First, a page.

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Proc Annu Symp Comput Appl Med Care. 1993 : 678–682.
PMCID: PMC2850661

Database access and problem solving in the basic sciences.

Abstract

This study examined the potential contribution that access to a database of biomedical information may offer in support of problem-solving exercises when personal knowledge is inadequate. Thirty-six medical students were assessed over four occasions and three domains in the basic sciences: bacteriology, pharmacology, and toxicology. Each assessment consisted of a two-pass protocol in which students were first assessed for their personal knowledge of a domain with a short-answer problem set. Then, for a sample of problems they had missed, they were asked to use a database, INQUIRER, to respond to questions which they had been unable to address with their personal knowledge. Results indicate that for a domain in which the database is well-integrated in course activities, useful retrieval of information which augmented personal knowledge increased over three assessment occasions, even continuing to increase several months after course exposure and experience with the database. For all domains, even at assessments prior to course exposure, students were able to moderately extend their ability to solve problems through access to the INQUIRER database.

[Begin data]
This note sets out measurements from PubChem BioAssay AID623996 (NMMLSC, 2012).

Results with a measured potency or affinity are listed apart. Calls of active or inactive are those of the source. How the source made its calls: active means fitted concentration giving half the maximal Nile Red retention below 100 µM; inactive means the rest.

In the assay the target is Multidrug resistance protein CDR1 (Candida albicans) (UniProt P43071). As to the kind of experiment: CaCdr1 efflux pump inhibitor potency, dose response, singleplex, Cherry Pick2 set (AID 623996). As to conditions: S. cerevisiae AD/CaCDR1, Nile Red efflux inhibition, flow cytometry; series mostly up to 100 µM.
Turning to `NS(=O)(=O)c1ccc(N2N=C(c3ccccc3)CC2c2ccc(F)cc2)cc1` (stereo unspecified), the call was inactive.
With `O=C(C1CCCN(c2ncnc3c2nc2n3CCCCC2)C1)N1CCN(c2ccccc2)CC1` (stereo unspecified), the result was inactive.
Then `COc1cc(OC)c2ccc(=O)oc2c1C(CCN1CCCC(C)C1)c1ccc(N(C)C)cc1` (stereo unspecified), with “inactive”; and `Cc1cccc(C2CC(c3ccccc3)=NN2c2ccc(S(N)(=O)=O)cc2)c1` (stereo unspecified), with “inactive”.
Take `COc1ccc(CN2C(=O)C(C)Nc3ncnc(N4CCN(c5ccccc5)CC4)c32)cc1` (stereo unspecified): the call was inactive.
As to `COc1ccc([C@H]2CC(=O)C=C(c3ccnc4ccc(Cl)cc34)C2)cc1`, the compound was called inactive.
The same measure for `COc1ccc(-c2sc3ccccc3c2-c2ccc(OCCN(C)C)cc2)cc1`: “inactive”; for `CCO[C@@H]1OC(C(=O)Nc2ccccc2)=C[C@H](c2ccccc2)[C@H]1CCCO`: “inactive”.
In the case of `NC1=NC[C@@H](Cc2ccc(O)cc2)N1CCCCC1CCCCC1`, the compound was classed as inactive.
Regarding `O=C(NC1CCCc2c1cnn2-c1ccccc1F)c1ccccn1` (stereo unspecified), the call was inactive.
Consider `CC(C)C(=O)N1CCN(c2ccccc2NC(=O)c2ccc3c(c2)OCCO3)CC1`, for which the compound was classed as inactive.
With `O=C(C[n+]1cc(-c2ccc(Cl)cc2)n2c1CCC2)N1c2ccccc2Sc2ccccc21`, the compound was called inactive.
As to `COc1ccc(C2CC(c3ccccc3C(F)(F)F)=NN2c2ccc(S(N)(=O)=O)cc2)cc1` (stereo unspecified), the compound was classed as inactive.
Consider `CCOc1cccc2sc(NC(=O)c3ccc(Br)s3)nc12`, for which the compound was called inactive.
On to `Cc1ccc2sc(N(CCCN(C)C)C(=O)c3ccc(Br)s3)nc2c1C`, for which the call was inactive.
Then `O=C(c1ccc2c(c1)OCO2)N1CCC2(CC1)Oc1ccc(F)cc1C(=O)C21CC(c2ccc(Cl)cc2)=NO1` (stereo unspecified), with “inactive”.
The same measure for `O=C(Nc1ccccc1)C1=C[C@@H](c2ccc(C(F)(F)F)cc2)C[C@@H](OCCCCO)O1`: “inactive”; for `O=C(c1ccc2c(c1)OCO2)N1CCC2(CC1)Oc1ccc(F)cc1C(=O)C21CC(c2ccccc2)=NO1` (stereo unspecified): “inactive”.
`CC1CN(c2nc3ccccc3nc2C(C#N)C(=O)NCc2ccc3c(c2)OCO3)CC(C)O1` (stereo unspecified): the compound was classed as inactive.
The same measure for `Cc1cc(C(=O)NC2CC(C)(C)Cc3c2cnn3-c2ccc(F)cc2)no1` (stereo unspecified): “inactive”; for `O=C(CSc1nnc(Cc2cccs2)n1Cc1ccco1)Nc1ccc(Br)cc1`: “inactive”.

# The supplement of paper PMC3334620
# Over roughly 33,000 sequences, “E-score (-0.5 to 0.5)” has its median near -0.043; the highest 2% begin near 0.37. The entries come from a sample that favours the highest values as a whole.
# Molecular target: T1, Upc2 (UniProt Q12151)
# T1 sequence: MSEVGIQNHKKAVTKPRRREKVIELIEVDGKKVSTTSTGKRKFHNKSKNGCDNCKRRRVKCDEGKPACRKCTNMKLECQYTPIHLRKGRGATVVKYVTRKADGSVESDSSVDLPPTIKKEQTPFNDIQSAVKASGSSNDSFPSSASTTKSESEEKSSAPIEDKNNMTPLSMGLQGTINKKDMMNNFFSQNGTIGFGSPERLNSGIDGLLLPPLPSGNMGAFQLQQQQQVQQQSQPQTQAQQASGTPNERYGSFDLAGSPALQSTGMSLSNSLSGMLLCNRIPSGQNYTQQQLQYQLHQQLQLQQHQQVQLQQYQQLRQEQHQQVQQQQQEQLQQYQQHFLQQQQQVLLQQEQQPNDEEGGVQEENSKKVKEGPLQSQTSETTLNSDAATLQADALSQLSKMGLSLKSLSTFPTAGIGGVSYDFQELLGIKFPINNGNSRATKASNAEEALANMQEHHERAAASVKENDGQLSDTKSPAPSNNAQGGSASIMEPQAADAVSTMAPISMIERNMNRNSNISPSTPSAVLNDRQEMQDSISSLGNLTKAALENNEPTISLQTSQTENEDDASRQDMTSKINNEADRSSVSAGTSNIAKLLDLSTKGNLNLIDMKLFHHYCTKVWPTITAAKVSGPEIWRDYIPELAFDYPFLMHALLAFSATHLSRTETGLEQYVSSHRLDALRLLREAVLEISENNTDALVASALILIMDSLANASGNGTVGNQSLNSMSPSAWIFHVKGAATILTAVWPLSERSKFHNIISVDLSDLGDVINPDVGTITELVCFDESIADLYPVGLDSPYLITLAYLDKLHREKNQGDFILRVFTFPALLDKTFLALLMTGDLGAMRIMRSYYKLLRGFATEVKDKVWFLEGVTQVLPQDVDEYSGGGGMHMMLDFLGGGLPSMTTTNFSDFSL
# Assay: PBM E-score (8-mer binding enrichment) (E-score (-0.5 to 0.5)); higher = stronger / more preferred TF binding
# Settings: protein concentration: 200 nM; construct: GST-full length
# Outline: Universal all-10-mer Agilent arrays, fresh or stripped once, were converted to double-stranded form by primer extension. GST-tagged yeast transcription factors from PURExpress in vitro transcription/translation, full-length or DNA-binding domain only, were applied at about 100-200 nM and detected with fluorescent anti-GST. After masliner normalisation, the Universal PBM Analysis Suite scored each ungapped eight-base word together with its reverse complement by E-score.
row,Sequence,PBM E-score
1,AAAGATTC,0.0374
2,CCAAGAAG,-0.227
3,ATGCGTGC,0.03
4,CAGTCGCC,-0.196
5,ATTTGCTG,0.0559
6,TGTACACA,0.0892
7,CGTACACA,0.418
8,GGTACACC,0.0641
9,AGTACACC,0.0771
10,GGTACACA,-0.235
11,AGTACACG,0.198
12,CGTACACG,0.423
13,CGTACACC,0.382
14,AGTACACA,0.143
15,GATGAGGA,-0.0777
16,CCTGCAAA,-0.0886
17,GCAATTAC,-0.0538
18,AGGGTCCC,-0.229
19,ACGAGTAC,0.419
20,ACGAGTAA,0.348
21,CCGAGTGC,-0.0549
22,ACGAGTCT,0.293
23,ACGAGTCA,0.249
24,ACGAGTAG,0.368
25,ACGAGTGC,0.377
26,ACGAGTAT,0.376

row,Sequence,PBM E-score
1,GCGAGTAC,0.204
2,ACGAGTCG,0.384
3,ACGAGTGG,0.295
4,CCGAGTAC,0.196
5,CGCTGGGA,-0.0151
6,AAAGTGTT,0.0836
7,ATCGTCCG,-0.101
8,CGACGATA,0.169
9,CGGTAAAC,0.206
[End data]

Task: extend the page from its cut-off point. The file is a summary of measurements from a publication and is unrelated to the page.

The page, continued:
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Selected References

These references are in PubMed. This may not be the complete list of references from this article.
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Articles from Proceedings of the Annual Symposium on Computer Application in Medical Care are provided here courtesy of American Medical Informatics Association